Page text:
By default, the SWJIM component generates the debug sequences using the JTAG protocol on the debug interface connection. The protocol can be switched to the Arm 2-pin Serial Wire Debug (SWD) protocol by including a DAPML switching sequence in the program. For example:

  PRINTF "Switch to SWD mode"
DAP_DP_SWITCHMODE
PRINTF "Checking SW-DP IDCODE"
DAP_READ_DPACC DPIDCODE 2BA01477

The JTAG and SWD portions of the debug sequence are processed separately. The SWD portion is handled by a script called SWIMconvert.pl. The script is executed in simulation by a module that is called SWDriver.v instantiated within the SWJIM.

Several of the BST commands that are documented in the BSTUserGuide.pdf are not implemented in the Serial Wire processing script and driver module. In addition, some of the BST commands exhibit differences in syntax and behavior compared to what is documented in the PDF.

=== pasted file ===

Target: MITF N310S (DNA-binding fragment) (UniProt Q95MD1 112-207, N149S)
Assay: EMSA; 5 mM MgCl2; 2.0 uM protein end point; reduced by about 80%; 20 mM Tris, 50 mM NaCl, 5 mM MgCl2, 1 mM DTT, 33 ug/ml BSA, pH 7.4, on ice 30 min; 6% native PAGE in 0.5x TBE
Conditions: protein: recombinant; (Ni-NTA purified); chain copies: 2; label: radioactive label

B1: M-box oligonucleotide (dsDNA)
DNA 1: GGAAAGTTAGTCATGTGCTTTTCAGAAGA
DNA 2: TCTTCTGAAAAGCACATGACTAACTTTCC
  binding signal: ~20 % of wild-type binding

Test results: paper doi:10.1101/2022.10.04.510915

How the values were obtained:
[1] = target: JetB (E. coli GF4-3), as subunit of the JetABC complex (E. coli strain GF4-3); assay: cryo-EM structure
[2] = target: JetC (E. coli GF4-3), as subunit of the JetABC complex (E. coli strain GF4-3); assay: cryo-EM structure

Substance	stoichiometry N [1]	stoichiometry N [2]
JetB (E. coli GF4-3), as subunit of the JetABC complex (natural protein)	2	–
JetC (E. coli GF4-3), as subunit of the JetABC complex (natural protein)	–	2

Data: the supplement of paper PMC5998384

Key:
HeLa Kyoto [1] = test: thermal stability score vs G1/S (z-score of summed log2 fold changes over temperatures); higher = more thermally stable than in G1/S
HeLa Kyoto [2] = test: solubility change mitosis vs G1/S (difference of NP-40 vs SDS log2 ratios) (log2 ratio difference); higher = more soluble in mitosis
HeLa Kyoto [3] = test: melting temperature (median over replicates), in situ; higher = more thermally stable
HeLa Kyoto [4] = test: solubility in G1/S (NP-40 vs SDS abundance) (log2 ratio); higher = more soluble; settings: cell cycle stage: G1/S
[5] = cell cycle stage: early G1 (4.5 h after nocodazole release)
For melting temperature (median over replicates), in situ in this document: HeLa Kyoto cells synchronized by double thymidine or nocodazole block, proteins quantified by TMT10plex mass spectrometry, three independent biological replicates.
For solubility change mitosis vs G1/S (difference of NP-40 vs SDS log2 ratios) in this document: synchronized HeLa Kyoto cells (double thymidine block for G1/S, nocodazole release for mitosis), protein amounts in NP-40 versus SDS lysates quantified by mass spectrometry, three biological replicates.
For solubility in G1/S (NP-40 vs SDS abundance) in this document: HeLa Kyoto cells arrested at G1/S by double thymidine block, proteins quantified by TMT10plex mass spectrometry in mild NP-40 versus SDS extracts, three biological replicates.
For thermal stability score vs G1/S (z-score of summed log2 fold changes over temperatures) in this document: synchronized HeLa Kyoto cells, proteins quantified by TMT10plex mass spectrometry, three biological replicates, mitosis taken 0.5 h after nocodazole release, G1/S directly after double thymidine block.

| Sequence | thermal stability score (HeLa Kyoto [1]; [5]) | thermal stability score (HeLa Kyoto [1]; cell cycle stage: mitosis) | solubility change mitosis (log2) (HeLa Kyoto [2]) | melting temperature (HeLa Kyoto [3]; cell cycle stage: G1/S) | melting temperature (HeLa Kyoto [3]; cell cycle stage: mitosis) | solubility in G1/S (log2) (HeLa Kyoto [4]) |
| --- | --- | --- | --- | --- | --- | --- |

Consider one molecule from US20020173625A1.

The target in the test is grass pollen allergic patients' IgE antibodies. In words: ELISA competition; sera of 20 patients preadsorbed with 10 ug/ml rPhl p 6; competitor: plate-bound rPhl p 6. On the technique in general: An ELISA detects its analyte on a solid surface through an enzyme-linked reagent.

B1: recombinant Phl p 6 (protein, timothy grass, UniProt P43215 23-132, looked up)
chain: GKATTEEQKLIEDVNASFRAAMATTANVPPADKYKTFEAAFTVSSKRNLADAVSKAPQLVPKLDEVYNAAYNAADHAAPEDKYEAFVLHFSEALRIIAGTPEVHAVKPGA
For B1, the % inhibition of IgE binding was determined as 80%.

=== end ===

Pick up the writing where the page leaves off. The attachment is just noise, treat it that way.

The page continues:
Answer

Some instructions are not supported at all, for example the LOOPZ and WAIT instructions.

  ../shared/logical/bin/SWIMconvert.pl bin/test_dapml_SWIM.bsi bin/test_dapml_SWIM.hex
Unrecognised line : line 130
WAIT 8

../shared/logical/bin/SWIMconvert.pl bin/test_dapml_SWIM.bsi bin/test_dapml_SWIM.hex
Unrecognised line : line 130
LOOPZ 5 B2

However, code loops can still be implemented by using arithmetic operations and conditional branches. Delays might be included by performing redundant operations, such as a register read with all bit positions masked.

The PRINT instruction is documented as:

PRINT <var> : writes out the current value of <var> to the console and log.bst_tube